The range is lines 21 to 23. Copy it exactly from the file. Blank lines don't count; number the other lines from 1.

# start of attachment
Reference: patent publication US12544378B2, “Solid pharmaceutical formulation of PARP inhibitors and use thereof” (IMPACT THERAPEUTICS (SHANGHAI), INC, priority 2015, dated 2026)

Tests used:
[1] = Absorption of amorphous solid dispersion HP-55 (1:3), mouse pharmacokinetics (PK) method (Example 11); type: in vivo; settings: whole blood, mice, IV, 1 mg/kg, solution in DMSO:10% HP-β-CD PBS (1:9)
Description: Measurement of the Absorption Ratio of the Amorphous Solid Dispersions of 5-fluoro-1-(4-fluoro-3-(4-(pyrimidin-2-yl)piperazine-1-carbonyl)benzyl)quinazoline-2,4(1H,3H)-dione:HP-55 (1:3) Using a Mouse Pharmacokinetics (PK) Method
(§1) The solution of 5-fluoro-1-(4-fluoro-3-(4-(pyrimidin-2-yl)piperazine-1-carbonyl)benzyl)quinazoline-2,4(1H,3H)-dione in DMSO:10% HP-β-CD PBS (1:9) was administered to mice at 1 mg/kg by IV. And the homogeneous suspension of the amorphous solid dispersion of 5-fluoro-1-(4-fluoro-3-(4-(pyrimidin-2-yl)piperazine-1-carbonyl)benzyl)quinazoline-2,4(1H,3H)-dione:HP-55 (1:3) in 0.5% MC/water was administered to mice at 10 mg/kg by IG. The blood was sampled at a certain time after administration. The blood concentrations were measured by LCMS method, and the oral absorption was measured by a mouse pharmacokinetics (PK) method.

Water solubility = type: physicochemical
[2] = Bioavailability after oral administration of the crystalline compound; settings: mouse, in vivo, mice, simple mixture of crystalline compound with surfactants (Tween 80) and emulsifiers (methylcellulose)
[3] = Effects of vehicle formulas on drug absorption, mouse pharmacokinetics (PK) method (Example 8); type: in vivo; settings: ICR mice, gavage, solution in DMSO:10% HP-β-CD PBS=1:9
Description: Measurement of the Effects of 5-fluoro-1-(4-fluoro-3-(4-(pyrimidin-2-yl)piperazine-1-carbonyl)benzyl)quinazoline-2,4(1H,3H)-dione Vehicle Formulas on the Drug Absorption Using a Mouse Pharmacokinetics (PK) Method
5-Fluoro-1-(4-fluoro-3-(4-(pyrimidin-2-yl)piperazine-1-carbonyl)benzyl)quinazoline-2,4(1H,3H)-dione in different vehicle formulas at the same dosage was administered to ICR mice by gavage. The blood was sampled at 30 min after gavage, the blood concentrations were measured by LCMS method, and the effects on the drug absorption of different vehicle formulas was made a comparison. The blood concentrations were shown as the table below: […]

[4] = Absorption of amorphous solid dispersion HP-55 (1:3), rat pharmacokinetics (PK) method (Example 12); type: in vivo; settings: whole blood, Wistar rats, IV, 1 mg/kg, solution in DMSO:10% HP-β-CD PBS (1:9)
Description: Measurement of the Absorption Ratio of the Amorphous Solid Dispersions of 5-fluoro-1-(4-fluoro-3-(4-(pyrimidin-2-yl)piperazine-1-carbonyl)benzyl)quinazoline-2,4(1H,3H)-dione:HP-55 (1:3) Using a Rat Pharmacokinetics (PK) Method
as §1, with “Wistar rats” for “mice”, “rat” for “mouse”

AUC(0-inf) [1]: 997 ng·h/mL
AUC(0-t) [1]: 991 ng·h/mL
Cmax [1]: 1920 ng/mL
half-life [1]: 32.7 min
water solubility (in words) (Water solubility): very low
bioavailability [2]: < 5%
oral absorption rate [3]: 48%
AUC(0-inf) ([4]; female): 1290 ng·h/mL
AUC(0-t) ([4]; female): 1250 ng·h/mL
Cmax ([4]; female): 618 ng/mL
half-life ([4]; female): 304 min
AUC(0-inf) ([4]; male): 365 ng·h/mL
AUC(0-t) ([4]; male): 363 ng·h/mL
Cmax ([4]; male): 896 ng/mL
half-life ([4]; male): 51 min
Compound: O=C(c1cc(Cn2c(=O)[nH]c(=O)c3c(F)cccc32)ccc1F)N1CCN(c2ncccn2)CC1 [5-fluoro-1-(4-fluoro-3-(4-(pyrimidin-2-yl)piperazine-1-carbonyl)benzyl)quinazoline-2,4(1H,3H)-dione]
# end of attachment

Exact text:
AUC(0-inf) ([4]; female): 1290 ng·h/mL
AUC(0-t) ([4]; female): 1250 ng·h/mL
Cmax ([4]; female): 618 ng/mL